In a school, faculty and staff notice these shifts. They know when things are being done differently or not being done at all. They may confront the leader about them. They may not. Either way, the damage is done, and the damage can be very hard to come back from for the leader.

Effective leaders understand that, once their leadership starts to wane, it is quite difficult to recapture. The difficult (and, ultimately, highly rewarding) work of leadership is constant. Excellent leaders embrace the privilege it is to serve.

 

EduQuote of the Week | 1.14.19

Make a difference, change the game for the better, leave a legacy, be a guide that someone else can follow and make better, and then someone else will follow that and make that better.

Carlos Wallace

A Journal of the First Year | Eleven

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(L) 1994      (R) 2018


It is my intention to share some reflections on the highs, the lows, the excitement, the routine, the successes, the failures and everything in between which I experience the course of the next 10 – 12 months, my first months as a full-time principal of a high school.  Writing this journal will help me grow. Reading it may make you laugh…  


10 | January | 2019


This past Sunday evening marked the last day of Christmas Break.

I had plans – significant plans – going into the Break. Beyond all that is associated with Christmas, the rituals of shopping and church and family and friends that I love, I had a few other goals. With the downtime from the day-to-day activities, I was going to work ahead on a few projects. I was going to finish editing the draft of a novel I completed earlier this year. I was going to do some around the house stuff.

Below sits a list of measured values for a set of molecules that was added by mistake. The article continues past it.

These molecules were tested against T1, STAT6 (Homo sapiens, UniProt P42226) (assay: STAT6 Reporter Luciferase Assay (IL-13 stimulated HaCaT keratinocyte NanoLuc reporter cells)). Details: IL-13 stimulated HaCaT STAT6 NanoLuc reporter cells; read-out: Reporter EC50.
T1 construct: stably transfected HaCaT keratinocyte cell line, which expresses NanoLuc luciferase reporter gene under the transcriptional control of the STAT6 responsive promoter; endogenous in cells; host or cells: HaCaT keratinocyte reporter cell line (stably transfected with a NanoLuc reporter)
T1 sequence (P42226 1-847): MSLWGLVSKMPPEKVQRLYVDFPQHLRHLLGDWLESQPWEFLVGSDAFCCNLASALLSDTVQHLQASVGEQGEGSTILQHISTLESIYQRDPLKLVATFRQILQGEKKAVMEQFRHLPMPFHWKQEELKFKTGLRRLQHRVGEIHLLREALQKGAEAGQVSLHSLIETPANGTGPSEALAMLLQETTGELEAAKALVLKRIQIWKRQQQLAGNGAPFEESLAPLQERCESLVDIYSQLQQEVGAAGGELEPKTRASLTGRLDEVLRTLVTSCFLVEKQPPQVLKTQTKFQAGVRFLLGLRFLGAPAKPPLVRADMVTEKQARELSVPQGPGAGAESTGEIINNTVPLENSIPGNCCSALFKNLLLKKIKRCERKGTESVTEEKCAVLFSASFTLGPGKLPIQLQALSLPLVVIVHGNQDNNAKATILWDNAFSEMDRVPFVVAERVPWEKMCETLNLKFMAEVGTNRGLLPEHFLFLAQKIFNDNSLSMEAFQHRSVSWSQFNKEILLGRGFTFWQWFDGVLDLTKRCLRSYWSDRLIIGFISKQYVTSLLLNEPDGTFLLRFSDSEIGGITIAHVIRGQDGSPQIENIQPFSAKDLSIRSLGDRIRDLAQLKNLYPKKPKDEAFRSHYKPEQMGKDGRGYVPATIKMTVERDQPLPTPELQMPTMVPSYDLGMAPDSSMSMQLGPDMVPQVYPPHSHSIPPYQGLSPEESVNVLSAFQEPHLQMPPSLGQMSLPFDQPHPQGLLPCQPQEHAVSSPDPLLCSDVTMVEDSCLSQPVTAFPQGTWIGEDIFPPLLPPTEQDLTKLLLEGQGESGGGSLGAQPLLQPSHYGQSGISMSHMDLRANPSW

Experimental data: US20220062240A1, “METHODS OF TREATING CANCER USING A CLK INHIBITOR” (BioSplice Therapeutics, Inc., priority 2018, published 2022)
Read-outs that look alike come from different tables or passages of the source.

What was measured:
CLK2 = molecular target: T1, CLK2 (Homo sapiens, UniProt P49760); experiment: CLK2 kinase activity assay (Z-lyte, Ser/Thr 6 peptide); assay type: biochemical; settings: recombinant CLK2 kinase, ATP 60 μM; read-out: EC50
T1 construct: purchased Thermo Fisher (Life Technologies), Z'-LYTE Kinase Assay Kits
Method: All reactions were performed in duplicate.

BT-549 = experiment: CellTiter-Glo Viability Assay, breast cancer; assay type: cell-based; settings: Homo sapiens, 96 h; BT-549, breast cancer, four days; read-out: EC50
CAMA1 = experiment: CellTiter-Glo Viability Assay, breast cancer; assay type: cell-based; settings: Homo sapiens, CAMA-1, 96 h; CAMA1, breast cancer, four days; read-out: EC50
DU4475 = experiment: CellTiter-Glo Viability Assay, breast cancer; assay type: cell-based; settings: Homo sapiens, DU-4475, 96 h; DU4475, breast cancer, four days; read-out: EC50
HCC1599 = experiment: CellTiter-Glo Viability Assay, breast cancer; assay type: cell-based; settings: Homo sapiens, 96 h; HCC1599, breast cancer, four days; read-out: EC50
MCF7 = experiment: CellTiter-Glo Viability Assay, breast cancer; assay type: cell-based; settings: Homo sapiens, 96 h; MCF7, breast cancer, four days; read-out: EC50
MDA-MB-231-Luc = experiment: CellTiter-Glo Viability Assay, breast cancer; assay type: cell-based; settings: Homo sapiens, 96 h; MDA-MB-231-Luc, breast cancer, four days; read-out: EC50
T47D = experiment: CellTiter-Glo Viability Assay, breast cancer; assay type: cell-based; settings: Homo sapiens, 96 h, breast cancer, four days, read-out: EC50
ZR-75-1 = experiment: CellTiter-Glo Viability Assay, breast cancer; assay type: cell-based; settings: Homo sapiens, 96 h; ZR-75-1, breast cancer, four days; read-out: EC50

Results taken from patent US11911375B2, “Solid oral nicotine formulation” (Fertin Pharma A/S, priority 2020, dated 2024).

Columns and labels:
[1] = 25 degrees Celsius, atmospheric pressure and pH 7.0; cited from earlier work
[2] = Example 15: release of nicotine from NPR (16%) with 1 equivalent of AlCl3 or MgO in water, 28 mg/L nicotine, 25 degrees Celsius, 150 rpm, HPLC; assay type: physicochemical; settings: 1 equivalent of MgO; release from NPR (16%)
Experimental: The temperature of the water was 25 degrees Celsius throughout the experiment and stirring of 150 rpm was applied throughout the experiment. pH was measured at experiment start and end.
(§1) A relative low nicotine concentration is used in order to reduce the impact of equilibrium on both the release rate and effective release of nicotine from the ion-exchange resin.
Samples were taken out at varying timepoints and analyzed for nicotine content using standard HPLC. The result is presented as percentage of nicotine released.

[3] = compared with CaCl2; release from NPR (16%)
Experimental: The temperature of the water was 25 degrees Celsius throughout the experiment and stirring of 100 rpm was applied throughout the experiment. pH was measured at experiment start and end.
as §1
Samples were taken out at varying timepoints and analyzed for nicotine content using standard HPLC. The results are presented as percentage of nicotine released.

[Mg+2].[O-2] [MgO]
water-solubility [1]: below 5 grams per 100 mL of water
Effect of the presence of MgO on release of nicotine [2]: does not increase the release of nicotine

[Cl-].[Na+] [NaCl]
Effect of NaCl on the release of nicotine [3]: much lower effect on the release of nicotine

Good plans.

I didn’t get to all of them. In fact, I didn’t get to many of them.

And so I found myself, on Sunday night a few hours after the “bedtime” I had set as a goal organizing my t-shirt drawer.

True story.

As I turned off the light Sunday night, I tossed and turned as the dawn of the first day of school 2019 approached. I couldn’t sleep. As I lay there in the dark, I wondered worried that I wasn’t more excited and energized about going back to school. Haven’t I loved the job? (I have) Didn’t I love the place? (I love it) Didn’t I enjoy my co-workers (I enjoy them immensely)

As I returned to school Monday and the faculty and staff filtered in for a day of professional development and meetings, the energy came rushing back like cool, clear water. The enthusiasm returned. The excitement for the work.

My feelings Sunday night were not about not loving Mullen High School and the students and faculty and staff there; they were about me loving home and time I got to spend with my wife and my children. And my feelings of excitement and feeling, in just over six months, at home, at school are not about me not loving being at home home.

One of the things I’ve tried to keep in the forefront of my mind in this first year as principal is wellness and the blending of my personal and professional lives. I’ve tried to enable the staff and faculty here to consider what is a healthy approach to wellness in their lives.

I think that is what I was feeling Sunday night and what I felt Monday morning. I was going to be missing the downtime and embrace of home, sure, but that loss was mitigated by the enjoyment of the work I am lucky enough to do.

It’s a blend and it’s a blessing.

And I am so happy to be back!

Teach & Serve IV, No. 23 | Arrogance and Leadership

Teach & Serve IV, No. 23

Arrogance and Leadership

January 9, 2019

I would like to suggest that arrogance and good leadership are incompatible. They simply do not mix

The old adage “oil and water don’t mix” is demonstrably true. Head into your kitchen. Find some oil. Put the oil in some water. See what happens. Go ahead. I will wait.

See? What did I tell you?

Oil and water don’t mix. True. Got it.

I would like to suggest that arrogance and good leadership are, likewise, incompatible. They, too, do not mix.